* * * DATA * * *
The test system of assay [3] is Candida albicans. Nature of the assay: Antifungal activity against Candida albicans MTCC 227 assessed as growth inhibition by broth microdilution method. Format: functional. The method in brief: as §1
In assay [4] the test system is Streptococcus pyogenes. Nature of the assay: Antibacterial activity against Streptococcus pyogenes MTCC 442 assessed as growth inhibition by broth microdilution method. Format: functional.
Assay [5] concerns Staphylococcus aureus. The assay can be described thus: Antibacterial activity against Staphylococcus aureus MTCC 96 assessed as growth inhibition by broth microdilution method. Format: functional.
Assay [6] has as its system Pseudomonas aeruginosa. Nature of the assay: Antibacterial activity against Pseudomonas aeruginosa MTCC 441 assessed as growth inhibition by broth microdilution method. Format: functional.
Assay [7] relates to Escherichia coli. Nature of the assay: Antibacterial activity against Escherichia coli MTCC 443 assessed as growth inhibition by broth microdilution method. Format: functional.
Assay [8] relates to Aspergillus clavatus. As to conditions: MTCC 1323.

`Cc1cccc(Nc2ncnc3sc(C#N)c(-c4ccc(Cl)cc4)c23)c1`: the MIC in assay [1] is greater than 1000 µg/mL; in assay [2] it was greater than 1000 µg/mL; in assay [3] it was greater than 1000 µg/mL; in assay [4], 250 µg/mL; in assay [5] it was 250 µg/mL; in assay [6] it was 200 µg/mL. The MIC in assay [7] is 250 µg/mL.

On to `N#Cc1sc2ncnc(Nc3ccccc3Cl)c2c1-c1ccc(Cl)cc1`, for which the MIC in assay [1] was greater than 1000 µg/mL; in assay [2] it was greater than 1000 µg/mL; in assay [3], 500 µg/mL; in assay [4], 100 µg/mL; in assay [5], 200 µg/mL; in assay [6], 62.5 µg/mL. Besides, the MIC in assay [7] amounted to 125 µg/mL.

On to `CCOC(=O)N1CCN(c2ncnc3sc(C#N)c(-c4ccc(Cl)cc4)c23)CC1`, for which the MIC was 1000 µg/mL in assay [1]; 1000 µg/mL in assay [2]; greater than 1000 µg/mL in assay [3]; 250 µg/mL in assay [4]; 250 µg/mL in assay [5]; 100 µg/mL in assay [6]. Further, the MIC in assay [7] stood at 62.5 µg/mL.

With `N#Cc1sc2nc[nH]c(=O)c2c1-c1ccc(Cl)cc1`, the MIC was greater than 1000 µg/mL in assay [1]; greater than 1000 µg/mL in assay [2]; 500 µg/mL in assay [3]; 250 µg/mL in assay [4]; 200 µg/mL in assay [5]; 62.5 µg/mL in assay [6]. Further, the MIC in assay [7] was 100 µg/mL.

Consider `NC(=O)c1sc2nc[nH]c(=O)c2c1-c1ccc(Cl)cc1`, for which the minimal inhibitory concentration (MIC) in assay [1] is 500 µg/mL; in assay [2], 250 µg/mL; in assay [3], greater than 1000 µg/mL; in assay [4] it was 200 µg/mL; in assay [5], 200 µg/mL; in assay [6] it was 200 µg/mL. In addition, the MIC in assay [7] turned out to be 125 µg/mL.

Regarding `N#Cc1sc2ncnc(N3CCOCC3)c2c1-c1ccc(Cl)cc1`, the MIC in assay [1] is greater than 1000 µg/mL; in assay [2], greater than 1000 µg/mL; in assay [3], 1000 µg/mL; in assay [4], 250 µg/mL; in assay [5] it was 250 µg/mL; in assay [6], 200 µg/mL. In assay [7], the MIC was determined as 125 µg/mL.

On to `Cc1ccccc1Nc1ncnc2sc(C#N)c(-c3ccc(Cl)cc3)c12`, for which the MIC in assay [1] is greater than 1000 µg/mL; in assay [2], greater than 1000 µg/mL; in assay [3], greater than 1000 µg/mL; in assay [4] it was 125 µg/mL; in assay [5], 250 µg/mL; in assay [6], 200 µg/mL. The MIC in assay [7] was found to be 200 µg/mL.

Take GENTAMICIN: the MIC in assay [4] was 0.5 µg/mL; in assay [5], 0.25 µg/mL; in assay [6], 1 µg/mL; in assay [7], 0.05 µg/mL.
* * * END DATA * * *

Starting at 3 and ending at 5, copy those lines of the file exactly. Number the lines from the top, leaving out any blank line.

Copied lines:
Assay [5] concerns Staphylococcus aureus. The assay can be described thus: Antibacterial activity against Staphylococcus aureus MTCC 96 assessed as growth inhibition by broth microdilution method. Format: functional.
Assay [6] has as its system Pseudomonas aeruginosa. Nature of the assay: Antibacterial activity against Pseudomonas aeruginosa MTCC 441 assessed as growth inhibition by broth microdilution method. Format: functional.
Assay [7] relates to Escherichia coli. Nature of the assay: Antibacterial activity against Escherichia coli MTCC 443 assessed as growth inhibition by broth microdilution method. Format: functional.